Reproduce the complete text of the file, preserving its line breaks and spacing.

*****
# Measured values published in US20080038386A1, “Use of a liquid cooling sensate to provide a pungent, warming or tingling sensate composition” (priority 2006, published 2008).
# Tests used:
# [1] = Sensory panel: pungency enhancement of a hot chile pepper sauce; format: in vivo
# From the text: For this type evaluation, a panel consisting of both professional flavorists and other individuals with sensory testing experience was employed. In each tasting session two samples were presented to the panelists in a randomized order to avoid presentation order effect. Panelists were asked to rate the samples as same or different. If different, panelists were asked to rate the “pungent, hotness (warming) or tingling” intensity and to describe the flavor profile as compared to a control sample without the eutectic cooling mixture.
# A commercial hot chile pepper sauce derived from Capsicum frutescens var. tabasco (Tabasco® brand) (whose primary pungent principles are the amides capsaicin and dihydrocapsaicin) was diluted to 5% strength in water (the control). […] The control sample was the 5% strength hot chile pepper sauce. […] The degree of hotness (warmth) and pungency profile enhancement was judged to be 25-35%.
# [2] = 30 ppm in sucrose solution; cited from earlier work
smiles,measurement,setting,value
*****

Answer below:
# Measured values published in US20080038386A1, “Use of a liquid cooling sensate to provide a pungent, warming or tingling sensate composition” (priority 2006, published 2008).
# Tests used:
# [1] = Sensory panel: pungency enhancement of a hot chile pepper sauce; format: in vivo
# From the text: For this type evaluation, a panel consisting of both professional flavorists and other individuals with sensory testing experience was employed. In each tasting session two samples were presented to the panelists in a randomized order to avoid presentation order effect. Panelists were asked to rate the samples as same or different. If different, panelists were asked to rate the “pungent, hotness (warming) or tingling” intensity and to describe the flavor profile as compared to a control sample without the eutectic cooling mixture.
# A commercial hot chile pepper sauce derived from Capsicum frutescens var. tabasco (Tabasco® brand) (whose primary pungent principles are the amides capsaicin and dihydrocapsaicin) was diluted to 5% strength in water (the control). […] The control sample was the 5% strength hot chile pepper sauce. […] The degree of hotness (warmth) and pungency profile enhancement was judged to be 25-35%.
# [2] = 30 ppm in sucrose solution; cited from earlier work
smiles,measurement,setting,value